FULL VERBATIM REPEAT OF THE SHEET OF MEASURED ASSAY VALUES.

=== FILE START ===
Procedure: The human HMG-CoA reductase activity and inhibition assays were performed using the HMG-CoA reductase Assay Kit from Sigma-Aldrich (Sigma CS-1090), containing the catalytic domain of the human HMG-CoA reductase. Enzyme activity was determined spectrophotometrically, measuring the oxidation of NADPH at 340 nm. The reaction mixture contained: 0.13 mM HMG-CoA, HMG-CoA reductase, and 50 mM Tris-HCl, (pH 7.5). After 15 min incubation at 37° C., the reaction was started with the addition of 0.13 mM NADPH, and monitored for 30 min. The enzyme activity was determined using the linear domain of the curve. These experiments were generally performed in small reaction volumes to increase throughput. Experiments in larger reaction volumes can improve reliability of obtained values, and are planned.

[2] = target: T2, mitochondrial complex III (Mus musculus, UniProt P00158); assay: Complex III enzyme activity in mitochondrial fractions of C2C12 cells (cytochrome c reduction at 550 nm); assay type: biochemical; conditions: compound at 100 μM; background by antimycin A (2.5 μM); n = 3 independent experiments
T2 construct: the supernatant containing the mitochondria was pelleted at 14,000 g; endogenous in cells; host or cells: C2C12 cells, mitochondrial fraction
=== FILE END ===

Procedure: The human HMG-CoA reductase activity and inhibition assays were performed using the HMG-CoA reductase Assay Kit from Sigma-Aldrich (Sigma CS-1090), containing the catalytic domain of the human HMG-CoA reductase. Enzyme activity was determined spectrophotometrically, measuring the oxidation of NADPH at 340 nm. The reaction mixture contained: 0.13 mM HMG-CoA, HMG-CoA reductase, and 50 mM Tris-HCl, (pH 7.5). After 15 min incubation at 37° C., the reaction was started with the addition of 0.13 mM NADPH, and monitored for 30 min. The enzyme activity was determined using the linear domain of the curve. These experiments were generally performed in small reaction volumes to increase throughput. Experiments in larger reaction volumes can improve reliability of obtained values, and are planned.

[2] = target: T2, mitochondrial complex III (Mus musculus, UniProt P00158); assay: Complex III enzyme activity in mitochondrial fractions of C2C12 cells (cytochrome c reduction at 550 nm); assay type: biochemical; conditions: compound at 100 μM; background by antimycin A (2.5 μM); n = 3 independent experiments
T2 construct: the supernatant containing the mitochondria was pelleted at 14,000 g; endogenous in cells; host or cells: C2C12 cells, mitochondrial fraction